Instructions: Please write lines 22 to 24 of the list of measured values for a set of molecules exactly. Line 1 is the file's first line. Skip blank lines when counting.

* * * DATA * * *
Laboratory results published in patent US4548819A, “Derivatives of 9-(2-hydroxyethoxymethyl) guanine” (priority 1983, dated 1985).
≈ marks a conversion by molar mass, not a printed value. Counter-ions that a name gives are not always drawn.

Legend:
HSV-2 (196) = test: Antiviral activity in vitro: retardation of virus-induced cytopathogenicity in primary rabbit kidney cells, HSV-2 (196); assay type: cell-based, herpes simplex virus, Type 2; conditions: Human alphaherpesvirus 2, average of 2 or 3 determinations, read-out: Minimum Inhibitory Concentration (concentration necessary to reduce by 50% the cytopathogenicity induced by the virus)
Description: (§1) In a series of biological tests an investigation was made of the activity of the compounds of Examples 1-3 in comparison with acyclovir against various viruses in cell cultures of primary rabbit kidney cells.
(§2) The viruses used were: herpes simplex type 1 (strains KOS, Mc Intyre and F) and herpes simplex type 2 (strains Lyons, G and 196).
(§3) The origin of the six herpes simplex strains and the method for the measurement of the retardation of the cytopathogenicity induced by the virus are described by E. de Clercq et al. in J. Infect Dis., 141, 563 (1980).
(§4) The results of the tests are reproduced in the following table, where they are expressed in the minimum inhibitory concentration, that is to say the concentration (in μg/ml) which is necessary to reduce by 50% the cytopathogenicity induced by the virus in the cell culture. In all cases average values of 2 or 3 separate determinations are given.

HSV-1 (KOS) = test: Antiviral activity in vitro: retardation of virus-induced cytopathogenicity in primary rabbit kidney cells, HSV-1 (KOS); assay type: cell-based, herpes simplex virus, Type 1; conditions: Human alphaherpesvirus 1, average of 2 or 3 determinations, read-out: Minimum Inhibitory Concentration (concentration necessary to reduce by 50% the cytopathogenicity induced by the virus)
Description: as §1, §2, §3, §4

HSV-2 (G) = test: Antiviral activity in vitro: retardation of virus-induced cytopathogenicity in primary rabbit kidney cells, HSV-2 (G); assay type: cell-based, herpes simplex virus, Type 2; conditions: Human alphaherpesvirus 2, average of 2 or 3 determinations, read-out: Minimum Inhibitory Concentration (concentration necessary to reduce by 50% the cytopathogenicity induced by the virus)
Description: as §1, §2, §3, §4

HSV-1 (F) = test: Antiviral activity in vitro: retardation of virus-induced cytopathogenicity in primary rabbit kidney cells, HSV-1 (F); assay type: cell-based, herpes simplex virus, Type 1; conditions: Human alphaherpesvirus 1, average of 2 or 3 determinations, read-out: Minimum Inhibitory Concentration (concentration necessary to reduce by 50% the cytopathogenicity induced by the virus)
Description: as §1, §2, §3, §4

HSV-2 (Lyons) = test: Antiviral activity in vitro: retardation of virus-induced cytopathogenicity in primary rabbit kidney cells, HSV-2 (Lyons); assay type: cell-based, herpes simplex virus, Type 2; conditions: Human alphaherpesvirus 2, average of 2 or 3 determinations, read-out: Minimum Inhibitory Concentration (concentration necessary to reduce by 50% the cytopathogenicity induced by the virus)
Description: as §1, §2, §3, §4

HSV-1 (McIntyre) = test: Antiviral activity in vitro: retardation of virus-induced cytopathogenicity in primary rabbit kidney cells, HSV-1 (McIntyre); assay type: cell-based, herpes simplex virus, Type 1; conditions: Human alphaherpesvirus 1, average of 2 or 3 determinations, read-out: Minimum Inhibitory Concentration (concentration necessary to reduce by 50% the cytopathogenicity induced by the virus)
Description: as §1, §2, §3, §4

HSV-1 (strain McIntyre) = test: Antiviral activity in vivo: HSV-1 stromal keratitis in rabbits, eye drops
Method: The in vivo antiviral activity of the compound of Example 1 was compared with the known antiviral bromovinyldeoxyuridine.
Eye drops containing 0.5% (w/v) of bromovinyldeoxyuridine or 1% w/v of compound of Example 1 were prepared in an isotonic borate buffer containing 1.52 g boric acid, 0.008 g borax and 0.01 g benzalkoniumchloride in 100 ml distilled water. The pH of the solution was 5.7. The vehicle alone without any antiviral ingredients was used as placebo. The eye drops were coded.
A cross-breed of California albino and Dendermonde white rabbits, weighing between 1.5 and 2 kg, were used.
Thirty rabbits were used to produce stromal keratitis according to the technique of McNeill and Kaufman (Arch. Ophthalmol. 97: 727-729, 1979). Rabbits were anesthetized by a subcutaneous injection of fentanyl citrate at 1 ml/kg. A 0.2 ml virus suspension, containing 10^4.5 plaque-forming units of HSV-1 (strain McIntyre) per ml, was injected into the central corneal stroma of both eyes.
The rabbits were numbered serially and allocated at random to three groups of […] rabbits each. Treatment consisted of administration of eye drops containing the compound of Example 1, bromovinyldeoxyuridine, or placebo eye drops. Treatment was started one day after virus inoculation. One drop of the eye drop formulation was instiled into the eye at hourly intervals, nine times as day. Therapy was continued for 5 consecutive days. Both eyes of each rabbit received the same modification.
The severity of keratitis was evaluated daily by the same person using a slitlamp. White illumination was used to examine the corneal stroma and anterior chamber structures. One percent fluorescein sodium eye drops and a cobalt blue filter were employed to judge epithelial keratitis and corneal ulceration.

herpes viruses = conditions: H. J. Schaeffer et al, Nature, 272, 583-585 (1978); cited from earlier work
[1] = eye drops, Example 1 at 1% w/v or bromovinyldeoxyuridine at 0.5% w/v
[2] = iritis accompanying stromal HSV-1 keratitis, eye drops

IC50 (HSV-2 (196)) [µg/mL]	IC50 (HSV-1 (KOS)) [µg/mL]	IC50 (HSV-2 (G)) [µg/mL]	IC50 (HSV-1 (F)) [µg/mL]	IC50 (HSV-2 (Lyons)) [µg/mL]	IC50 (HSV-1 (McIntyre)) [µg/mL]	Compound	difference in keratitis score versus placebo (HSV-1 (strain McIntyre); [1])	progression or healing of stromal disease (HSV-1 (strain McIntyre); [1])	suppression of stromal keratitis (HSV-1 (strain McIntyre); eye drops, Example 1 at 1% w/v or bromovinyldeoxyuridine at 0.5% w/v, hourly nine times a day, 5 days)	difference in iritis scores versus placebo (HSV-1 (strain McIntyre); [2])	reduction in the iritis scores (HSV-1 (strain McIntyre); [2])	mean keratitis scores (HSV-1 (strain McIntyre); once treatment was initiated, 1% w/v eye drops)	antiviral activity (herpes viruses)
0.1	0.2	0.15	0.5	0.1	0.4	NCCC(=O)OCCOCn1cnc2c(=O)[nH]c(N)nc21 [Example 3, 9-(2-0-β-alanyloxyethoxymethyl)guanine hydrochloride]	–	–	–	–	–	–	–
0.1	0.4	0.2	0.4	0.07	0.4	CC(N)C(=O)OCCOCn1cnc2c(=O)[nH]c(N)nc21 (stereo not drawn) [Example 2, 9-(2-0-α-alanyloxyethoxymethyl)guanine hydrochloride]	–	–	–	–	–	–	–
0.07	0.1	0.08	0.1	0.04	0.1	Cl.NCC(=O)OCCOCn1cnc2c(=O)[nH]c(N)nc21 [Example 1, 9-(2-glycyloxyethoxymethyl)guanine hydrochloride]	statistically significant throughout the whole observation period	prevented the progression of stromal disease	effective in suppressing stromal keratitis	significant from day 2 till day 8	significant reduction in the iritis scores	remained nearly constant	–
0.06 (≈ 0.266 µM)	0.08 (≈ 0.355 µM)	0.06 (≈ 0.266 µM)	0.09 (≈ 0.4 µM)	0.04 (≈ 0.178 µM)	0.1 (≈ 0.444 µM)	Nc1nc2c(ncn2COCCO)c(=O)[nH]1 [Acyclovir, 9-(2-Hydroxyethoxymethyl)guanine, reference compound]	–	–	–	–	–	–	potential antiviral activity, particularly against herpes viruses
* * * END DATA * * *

A cross-breed of California albino and Dendermonde white rabbits, weighing between 1.5 and 2 kg, were used.
Thirty rabbits were used to produce stromal keratitis according to the technique of McNeill and Kaufman (Arch. Ophthalmol. 97: 727-729, 1979). Rabbits were anesthetized by a subcutaneous injection of fentanyl citrate at 1 ml/kg. A 0.2 ml virus suspension, containing 10^4.5 plaque-forming units of HSV-1 (strain McIntyre) per ml, was injected into the central corneal stroma of both eyes.
The rabbits were numbered serially and allocated at random to three groups of […] rabbits each. Treatment consisted of administration of eye drops containing the compound of Example 1, bromovinyldeoxyuridine, or placebo eye drops. Treatment was started one day after virus inoculation. One drop of the eye drop formulation was instiled into the eye at hourly intervals, nine times as day. Therapy was continued for 5 consecutive days. Both eyes of each rabbit received the same modification.